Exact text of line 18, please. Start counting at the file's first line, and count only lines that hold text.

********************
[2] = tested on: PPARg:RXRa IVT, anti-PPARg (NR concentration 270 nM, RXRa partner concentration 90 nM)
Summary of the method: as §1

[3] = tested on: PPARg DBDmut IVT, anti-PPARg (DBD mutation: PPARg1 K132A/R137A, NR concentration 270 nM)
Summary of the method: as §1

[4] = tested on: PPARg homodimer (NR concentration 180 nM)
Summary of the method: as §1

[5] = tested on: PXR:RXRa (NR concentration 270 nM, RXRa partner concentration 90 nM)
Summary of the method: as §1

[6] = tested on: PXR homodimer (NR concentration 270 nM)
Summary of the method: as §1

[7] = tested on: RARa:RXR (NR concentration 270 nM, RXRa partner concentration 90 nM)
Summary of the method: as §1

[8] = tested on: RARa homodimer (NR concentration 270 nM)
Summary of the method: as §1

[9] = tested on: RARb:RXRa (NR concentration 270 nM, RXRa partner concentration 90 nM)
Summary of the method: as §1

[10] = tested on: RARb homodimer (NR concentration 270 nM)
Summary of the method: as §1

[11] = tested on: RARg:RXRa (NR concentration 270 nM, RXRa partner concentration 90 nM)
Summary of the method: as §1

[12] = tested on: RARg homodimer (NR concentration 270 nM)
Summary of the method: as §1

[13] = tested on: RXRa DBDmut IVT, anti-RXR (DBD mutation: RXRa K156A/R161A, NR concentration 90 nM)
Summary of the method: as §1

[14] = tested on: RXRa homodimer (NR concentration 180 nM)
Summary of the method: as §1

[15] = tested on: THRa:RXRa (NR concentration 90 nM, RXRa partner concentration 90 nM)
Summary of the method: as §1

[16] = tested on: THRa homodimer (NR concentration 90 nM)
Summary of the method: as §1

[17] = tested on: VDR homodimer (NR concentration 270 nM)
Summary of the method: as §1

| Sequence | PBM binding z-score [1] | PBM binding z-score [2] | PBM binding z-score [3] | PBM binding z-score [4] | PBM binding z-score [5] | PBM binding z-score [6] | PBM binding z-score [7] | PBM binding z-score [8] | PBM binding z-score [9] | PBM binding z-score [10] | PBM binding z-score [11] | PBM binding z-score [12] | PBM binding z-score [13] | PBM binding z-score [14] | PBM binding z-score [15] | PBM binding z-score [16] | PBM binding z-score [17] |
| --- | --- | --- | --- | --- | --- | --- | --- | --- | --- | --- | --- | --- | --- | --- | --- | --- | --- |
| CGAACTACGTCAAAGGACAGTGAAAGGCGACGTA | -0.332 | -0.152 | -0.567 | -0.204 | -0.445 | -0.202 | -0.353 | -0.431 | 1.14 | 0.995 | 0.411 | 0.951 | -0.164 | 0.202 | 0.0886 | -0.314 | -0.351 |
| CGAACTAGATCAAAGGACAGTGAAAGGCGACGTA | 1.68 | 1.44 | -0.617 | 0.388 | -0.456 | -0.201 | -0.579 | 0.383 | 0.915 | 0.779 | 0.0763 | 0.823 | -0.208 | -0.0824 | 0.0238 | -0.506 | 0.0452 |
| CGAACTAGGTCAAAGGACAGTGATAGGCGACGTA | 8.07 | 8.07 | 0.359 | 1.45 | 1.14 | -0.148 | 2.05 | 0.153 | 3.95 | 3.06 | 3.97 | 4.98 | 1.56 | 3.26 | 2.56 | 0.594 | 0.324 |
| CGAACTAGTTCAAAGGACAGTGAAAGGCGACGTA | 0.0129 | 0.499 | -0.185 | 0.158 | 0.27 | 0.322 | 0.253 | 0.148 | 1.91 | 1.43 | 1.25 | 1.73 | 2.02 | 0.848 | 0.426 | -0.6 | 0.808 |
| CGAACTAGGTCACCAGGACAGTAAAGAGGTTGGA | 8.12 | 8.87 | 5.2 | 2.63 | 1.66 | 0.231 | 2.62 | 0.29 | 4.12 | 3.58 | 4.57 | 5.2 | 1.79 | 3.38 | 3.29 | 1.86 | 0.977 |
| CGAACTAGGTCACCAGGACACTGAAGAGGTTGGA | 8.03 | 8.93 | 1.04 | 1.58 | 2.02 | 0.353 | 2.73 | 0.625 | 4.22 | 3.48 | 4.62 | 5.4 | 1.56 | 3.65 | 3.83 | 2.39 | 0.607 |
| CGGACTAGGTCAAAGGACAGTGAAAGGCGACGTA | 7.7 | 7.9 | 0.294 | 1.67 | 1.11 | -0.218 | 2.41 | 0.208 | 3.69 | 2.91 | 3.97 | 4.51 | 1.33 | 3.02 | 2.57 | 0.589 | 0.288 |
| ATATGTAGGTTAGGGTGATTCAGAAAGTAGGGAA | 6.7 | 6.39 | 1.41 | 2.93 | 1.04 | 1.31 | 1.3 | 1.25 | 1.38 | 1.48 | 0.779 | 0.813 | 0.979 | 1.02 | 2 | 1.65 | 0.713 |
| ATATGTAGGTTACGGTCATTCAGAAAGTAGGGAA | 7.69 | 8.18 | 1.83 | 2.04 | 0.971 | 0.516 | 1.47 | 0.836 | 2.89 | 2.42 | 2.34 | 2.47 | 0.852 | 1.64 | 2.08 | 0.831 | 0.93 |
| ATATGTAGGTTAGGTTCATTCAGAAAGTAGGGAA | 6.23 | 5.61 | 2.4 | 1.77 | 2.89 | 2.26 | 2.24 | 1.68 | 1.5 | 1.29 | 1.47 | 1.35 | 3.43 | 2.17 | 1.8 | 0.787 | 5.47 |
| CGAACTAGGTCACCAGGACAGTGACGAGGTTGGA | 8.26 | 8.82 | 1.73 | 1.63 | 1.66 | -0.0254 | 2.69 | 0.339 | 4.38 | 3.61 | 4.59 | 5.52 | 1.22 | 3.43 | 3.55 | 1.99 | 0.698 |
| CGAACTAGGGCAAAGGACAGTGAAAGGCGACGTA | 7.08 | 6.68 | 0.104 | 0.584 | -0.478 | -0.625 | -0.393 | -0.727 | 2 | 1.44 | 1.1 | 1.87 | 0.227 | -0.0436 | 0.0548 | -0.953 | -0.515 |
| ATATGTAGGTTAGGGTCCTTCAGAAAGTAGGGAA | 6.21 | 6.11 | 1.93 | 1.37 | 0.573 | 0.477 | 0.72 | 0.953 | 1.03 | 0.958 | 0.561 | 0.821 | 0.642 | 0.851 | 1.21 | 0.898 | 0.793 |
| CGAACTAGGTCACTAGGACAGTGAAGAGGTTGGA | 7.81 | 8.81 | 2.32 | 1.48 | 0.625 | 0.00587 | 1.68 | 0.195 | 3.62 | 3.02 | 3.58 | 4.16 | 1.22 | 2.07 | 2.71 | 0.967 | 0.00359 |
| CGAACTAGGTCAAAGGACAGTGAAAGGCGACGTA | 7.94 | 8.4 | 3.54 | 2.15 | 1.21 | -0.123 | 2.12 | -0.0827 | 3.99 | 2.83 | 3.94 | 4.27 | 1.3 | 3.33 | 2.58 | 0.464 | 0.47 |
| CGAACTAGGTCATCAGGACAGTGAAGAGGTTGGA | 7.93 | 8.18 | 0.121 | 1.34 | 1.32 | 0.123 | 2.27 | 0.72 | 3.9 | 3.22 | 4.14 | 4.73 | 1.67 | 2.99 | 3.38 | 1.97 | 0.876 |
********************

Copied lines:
Summary of the method: as §1